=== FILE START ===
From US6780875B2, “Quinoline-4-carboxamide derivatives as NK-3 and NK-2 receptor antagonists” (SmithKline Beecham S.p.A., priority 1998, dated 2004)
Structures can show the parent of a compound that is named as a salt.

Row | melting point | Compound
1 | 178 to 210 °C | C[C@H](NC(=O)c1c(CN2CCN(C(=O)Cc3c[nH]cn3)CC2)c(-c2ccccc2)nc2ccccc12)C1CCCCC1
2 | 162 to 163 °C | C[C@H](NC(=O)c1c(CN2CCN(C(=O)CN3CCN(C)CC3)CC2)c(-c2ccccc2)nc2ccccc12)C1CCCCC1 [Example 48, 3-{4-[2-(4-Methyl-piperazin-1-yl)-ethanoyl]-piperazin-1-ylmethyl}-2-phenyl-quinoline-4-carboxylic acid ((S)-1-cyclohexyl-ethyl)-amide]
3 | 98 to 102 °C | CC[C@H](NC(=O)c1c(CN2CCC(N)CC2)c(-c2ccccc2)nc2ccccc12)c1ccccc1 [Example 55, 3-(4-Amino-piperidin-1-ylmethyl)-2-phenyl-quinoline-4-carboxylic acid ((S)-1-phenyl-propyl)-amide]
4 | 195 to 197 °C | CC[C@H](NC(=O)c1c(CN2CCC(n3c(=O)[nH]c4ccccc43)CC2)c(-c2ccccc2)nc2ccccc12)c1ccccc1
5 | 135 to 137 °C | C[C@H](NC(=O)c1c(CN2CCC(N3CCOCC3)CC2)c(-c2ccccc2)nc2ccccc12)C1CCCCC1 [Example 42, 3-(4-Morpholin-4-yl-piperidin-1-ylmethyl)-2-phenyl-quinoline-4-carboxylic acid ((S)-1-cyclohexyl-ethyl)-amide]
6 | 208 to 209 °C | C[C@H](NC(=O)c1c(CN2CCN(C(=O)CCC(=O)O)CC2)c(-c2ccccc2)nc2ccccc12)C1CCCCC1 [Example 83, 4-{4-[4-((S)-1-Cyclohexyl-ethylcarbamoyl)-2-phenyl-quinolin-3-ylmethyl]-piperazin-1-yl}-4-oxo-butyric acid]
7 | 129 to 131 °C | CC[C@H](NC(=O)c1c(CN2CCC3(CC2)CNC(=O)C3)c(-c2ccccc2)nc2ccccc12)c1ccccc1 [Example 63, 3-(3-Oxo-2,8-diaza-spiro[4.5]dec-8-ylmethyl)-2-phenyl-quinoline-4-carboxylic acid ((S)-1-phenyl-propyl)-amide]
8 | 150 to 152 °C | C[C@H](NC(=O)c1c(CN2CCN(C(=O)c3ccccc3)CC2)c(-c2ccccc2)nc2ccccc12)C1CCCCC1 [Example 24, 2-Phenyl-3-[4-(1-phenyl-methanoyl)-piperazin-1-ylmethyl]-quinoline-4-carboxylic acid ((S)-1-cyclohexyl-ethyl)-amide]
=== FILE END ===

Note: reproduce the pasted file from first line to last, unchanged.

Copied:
From US6780875B2, “Quinoline-4-carboxamide derivatives as NK-3 and NK-2 receptor antagonists” (SmithKline Beecham S.p.A., priority 1998, dated 2004)
Structures can show the parent of a compound that is named as a salt.

Row | melting point | Compound
1 | 178 to 210 °C | C[C@H](NC(=O)c1c(CN2CCN(C(=O)Cc3c[nH]cn3)CC2)c(-c2ccccc2)nc2ccccc12)C1CCCCC1
2 | 162 to 163 °C | C[C@H](NC(=O)c1c(CN2CCN(C(=O)CN3CCN(C)CC3)CC2)c(-c2ccccc2)nc2ccccc12)C1CCCCC1 [Example 48, 3-{4-[2-(4-Methyl-piperazin-1-yl)-ethanoyl]-piperazin-1-ylmethyl}-2-phenyl-quinoline-4-carboxylic acid ((S)-1-cyclohexyl-ethyl)-amide]
3 | 98 to 102 °C | CC[C@H](NC(=O)c1c(CN2CCC(N)CC2)c(-c2ccccc2)nc2ccccc12)c1ccccc1 [Example 55, 3-(4-Amino-piperidin-1-ylmethyl)-2-phenyl-quinoline-4-carboxylic acid ((S)-1-phenyl-propyl)-amide]
4 | 195 to 197 °C | CC[C@H](NC(=O)c1c(CN2CCC(n3c(=O)[nH]c4ccccc43)CC2)c(-c2ccccc2)nc2ccccc12)c1ccccc1
5 | 135 to 137 °C | C[C@H](NC(=O)c1c(CN2CCC(N3CCOCC3)CC2)c(-c2ccccc2)nc2ccccc12)C1CCCCC1 [Example 42, 3-(4-Morpholin-4-yl-piperidin-1-ylmethyl)-2-phenyl-quinoline-4-carboxylic acid ((S)-1-cyclohexyl-ethyl)-amide]
6 | 208 to 209 °C | C[C@H](NC(=O)c1c(CN2CCN(C(=O)CCC(=O)O)CC2)c(-c2ccccc2)nc2ccccc12)C1CCCCC1 [Example 83, 4-{4-[4-((S)-1-Cyclohexyl-ethylcarbamoyl)-2-phenyl-quinolin-3-ylmethyl]-piperazin-1-yl}-4-oxo-butyric acid]
7 | 129 to 131 °C | CC[C@H](NC(=O)c1c(CN2CCC3(CC2)CNC(=O)C3)c(-c2ccccc2)nc2ccccc12)c1ccccc1 [Example 63, 3-(3-Oxo-2,8-diaza-spiro[4.5]dec-8-ylmethyl)-2-phenyl-quinoline-4-carboxylic acid ((S)-1-phenyl-propyl)-amide]
8 | 150 to 152 °C | C[C@H](NC(=O)c1c(CN2CCN(C(=O)c3ccccc3)CC2)c(-c2ccccc2)nc2ccccc12)C1CCCCC1 [Example 24, 2-Phenyl-3-[4-(1-phenyl-methanoyl)-piperazin-1-ylmethyl]-quinoline-4-carboxylic acid ((S)-1-cyclohexyl-ethyl)-amide]